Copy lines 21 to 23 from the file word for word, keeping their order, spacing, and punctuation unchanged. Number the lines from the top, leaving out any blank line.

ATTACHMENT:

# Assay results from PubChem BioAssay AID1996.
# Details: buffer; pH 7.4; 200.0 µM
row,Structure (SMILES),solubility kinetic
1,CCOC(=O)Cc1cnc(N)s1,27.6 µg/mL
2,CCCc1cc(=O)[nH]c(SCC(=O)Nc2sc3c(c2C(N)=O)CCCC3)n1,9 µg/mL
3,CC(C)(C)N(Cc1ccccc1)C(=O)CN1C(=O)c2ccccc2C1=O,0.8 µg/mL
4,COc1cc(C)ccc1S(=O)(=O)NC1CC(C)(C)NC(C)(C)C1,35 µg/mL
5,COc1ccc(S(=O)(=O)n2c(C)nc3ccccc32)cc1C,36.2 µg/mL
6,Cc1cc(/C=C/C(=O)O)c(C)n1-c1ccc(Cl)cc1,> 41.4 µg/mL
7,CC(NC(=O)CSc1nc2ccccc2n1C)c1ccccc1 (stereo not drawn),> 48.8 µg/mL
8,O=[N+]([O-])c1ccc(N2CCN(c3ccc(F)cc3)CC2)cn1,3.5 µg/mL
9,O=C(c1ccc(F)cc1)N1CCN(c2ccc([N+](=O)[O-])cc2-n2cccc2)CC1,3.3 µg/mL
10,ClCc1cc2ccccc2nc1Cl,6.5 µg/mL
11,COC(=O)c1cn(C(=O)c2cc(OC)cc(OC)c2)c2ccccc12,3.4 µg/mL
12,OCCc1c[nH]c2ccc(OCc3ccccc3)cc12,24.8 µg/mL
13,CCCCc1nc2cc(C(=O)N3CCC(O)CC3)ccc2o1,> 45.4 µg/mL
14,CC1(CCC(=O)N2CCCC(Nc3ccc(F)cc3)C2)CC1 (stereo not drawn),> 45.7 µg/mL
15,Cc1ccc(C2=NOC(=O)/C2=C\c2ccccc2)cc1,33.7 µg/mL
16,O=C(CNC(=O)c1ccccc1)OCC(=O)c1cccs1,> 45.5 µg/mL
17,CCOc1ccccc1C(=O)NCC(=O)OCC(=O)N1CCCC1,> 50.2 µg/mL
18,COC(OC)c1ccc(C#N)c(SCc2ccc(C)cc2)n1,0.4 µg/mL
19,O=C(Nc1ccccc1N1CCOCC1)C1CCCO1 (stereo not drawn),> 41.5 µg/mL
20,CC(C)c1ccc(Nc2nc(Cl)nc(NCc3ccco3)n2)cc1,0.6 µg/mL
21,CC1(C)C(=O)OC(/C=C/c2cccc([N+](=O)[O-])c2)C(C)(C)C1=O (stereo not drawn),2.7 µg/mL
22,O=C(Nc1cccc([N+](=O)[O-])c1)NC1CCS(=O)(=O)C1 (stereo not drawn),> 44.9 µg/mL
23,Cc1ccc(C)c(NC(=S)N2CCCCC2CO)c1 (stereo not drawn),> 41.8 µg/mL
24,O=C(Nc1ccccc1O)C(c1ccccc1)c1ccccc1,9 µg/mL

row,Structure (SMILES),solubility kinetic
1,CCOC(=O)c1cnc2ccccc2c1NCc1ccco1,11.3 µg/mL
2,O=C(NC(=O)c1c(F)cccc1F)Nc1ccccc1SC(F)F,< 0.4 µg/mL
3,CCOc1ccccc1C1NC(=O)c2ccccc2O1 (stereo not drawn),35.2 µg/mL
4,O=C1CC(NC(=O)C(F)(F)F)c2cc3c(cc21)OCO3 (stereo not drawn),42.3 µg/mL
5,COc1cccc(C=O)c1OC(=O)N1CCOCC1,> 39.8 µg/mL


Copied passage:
18,COC(OC)c1ccc(C#N)c(SCc2ccc(C)cc2)n1,0.4 µg/mL
19,O=C(Nc1ccccc1N1CCOCC1)C1CCCO1 (stereo not drawn),> 41.5 µg/mL
20,CC(C)c1ccc(Nc2nc(Cl)nc(NCc3ccco3)n2)cc1,0.6 µg/mL